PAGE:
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Webster cautioned, though, that “it’s not just having a bunch of gun laws; it’s having the right ones.” He cited measures that seem to be particularly effective: licensing systems, background check systems that are truly thorough and comprehensive, restrictions on concealed carry in public, and stricter regulation and oversight of gun sellers.

 

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10 minutes ago, CitizenVectron said:

Well, duh. Make it harder to get a tool, and uses of that tool will drop. You'll never stop all gun violence, but you can stop a huge percentage of it (crimes of passion).

While I agree with you, I'm also still surprised that it makes so much of a difference when you're pretty much never more than an hour away from a more lenient State.

 

I wasn't aware of Massachusetts' gun licencing system. I like it. It makes sense and seems to work. I doubt we'll see federal systems like it anytime soon, but hopefully the idea can spread elsewhere.

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3 minutes ago, Chris- said:

Smoking is a choice, therefore we should not consider smoking-related deaths when looking at public health statistics.

 

 

Huuuuurrrrrrrrrrrrrrrrrrrrrrrrrrrrrrrrrrrrrrrrr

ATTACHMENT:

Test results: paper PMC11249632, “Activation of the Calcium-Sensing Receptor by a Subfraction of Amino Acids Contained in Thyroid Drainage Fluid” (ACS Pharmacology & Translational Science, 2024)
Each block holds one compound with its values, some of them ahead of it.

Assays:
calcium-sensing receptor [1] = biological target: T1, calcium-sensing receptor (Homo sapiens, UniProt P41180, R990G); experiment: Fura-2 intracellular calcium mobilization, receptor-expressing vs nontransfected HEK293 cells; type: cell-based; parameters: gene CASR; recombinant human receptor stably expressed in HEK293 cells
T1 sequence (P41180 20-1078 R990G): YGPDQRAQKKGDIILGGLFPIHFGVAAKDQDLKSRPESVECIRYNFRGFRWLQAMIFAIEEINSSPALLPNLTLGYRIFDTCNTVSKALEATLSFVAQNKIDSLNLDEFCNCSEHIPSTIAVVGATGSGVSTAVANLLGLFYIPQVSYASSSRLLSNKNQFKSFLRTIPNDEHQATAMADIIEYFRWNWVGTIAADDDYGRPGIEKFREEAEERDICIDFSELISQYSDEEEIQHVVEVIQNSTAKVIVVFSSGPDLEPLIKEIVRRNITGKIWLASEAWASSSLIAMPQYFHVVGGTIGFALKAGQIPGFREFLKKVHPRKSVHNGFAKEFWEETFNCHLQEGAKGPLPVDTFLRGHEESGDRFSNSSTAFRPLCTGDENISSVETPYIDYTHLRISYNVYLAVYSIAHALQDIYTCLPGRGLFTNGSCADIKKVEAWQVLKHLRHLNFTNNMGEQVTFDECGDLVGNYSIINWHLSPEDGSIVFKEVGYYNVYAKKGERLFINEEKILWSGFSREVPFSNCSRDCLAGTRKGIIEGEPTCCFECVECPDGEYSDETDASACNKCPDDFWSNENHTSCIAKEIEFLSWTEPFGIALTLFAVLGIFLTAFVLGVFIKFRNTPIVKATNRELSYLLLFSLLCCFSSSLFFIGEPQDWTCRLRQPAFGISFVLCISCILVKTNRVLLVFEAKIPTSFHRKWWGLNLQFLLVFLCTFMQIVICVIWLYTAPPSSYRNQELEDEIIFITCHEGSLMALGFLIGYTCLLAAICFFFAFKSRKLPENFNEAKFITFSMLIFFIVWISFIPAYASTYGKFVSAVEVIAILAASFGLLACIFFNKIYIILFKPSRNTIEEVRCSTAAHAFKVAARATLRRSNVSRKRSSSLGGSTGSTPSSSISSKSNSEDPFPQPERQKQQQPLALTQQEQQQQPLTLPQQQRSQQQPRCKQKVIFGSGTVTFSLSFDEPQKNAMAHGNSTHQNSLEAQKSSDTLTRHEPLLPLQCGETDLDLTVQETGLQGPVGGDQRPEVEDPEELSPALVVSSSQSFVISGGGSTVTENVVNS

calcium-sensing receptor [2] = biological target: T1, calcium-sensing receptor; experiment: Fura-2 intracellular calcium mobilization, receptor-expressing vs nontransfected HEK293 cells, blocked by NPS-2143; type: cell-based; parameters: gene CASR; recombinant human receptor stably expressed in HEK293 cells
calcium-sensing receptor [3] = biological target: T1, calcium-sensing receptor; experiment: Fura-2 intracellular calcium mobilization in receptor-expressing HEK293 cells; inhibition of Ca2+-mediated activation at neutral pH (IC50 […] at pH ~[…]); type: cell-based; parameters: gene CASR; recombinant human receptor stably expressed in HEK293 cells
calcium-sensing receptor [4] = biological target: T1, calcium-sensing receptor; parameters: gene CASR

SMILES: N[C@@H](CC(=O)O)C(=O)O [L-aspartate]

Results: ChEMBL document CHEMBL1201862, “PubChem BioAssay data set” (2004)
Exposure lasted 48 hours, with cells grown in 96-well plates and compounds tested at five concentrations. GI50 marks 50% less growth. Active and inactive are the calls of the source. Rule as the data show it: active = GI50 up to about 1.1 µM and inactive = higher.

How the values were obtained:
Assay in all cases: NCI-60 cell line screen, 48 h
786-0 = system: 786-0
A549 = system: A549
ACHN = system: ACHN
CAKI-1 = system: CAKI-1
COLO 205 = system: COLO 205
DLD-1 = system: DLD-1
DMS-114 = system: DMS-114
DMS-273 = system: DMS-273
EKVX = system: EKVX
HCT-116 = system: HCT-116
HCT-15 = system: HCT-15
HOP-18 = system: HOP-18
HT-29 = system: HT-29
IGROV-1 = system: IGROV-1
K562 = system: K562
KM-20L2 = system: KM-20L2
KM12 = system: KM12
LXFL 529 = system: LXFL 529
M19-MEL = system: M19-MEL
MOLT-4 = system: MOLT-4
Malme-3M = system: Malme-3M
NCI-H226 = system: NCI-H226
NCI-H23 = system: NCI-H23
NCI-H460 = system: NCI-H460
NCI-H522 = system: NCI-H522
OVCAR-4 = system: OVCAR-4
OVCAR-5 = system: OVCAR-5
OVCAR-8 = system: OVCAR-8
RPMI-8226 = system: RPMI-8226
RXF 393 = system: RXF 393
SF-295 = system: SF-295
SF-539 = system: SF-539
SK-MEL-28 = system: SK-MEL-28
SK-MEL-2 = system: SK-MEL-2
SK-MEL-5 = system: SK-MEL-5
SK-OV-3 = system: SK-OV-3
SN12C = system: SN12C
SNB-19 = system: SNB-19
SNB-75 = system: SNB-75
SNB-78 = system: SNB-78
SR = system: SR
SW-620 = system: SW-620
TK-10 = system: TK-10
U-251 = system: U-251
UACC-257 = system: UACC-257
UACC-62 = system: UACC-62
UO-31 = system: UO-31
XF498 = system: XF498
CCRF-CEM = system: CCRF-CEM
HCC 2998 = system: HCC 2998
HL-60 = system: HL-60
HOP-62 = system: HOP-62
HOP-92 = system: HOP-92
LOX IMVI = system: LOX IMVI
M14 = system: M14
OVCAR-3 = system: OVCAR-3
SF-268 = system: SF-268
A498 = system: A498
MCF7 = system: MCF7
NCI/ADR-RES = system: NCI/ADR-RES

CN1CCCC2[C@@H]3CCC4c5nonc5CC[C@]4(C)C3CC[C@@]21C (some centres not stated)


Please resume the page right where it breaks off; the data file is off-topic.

It’s not difficult to separate gun deaths and gun violence.  Duuuuurrrrrrrrrrrrrrrrrrrrrrrr

 

I do however like this law.  

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Sigh...

The definition of "Violence"

 

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noun

swift and intense force:the violence of a storm.

 

rough or injurious physical force, action, or treatment:to die by violence.

 

an unjust or unwarranted exertion of force or power, as against rights or laws:to take over a government by violence.

a violent act or proceeding.

 

rough or immoderate vehemence, as of feeling or language:the violence of his hatred.

 

damage through distortion or unwarranted alteration: to do editorial violence to a text.

 

This fucking board man...:lol:

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Just now, Boyle5150 said:

No. I don’t think they are the same, because they aren’t.  

 

The point of talking about gun violence is for the sake of gun laws, so your distinction is pointless. If we should be considering suicide when discussing gun laws, there is no point in distinguishing between gun deaths and gun violence.

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2 minutes ago, skillzdadirecta said:

 

It shouldn't which is why I asked the question because If you don't believe that suicides should count towards gun violence, its not a stretch to think that you probably don't think "accidents" should count too.

Intent has everything to do with it, which is why we have classifications for different types of murder of which carry different sentences.  It doesn’t mean that they don’t count.  They just count differently 

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4 minutes ago, Chris- said:

 

The point of talking about gun violence is for the sake of gun laws, so your distinction is pointless. If we should be considering suicide when discussing gun laws, there is no point in distinguishing between gun deaths and gun violence.

Then maybe the narrative should change when speaking about gun control to “gun deaths in America” as to not give an excuse to those who hold so strongly to the second amendment.